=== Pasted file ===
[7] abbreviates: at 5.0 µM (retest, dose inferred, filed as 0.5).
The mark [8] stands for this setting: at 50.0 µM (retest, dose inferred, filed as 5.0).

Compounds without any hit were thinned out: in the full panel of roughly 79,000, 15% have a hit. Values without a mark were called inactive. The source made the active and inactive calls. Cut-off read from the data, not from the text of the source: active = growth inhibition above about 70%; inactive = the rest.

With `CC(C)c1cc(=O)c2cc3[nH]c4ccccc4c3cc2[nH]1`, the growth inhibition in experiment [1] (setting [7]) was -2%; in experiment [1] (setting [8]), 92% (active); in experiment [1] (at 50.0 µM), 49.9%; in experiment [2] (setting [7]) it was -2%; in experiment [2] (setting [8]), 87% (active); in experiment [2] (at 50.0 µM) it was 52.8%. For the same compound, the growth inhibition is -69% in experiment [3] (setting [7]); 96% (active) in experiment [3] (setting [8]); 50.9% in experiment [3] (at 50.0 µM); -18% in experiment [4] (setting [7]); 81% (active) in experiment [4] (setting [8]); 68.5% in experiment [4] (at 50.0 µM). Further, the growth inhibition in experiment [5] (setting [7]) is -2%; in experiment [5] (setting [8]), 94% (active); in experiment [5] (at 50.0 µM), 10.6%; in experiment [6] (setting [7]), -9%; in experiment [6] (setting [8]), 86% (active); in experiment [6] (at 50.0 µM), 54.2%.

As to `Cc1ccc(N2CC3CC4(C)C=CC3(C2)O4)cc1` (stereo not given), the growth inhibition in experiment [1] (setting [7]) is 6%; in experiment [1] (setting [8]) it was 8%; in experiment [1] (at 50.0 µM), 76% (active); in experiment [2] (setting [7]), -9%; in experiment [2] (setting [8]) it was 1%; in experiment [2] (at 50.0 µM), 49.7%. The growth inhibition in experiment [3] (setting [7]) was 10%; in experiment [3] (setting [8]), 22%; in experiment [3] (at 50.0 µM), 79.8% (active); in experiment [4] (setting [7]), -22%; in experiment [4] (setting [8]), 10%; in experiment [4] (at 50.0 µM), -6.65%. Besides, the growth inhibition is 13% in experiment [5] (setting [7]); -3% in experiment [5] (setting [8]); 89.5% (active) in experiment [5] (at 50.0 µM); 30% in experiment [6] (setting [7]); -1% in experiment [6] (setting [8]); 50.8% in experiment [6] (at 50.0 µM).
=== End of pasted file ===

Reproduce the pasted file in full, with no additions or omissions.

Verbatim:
[7] abbreviates: at 5.0 µM (retest, dose inferred, filed as 0.5).
The mark [8] stands for this setting: at 50.0 µM (retest, dose inferred, filed as 5.0).

Compounds without any hit were thinned out: in the full panel of roughly 79,000, 15% have a hit. Values without a mark were called inactive. The source made the active and inactive calls. Cut-off read from the data, not from the text of the source: active = growth inhibition above about 70%; inactive = the rest.

With `CC(C)c1cc(=O)c2cc3[nH]c4ccccc4c3cc2[nH]1`, the growth inhibition in experiment [1] (setting [7]) was -2%; in experiment [1] (setting [8]), 92% (active); in experiment [1] (at 50.0 µM), 49.9%; in experiment [2] (setting [7]) it was -2%; in experiment [2] (setting [8]), 87% (active); in experiment [2] (at 50.0 µM) it was 52.8%. For the same compound, the growth inhibition is -69% in experiment [3] (setting [7]); 96% (active) in experiment [3] (setting [8]); 50.9% in experiment [3] (at 50.0 µM); -18% in experiment [4] (setting [7]); 81% (active) in experiment [4] (setting [8]); 68.5% in experiment [4] (at 50.0 µM). Further, the growth inhibition in experiment [5] (setting [7]) is -2%; in experiment [5] (setting [8]), 94% (active); in experiment [5] (at 50.0 µM), 10.6%; in experiment [6] (setting [7]), -9%; in experiment [6] (setting [8]), 86% (active); in experiment [6] (at 50.0 µM), 54.2%.

As to `Cc1ccc(N2CC3CC4(C)C=CC3(C2)O4)cc1` (stereo not given), the growth inhibition in experiment [1] (setting [7]) is 6%; in experiment [1] (setting [8]) it was 8%; in experiment [1] (at 50.0 µM), 76% (active); in experiment [2] (setting [7]), -9%; in experiment [2] (setting [8]) it was 1%; in experiment [2] (at 50.0 µM), 49.7%. The growth inhibition in experiment [3] (setting [7]) was 10%; in experiment [3] (setting [8]), 22%; in experiment [3] (at 50.0 µM), 79.8% (active); in experiment [4] (setting [7]), -22%; in experiment [4] (setting [8]), 10%; in experiment [4] (at 50.0 µM), -6.65%. Besides, the growth inhibition is 13% in experiment [5] (setting [7]); -3% in experiment [5] (setting [8]); 89.5% (active) in experiment [5] (at 50.0 µM); 30% in experiment [6] (setting [7]); -1% in experiment [6] (setting [8]); 50.8% in experiment [6] (at 50.0 µM).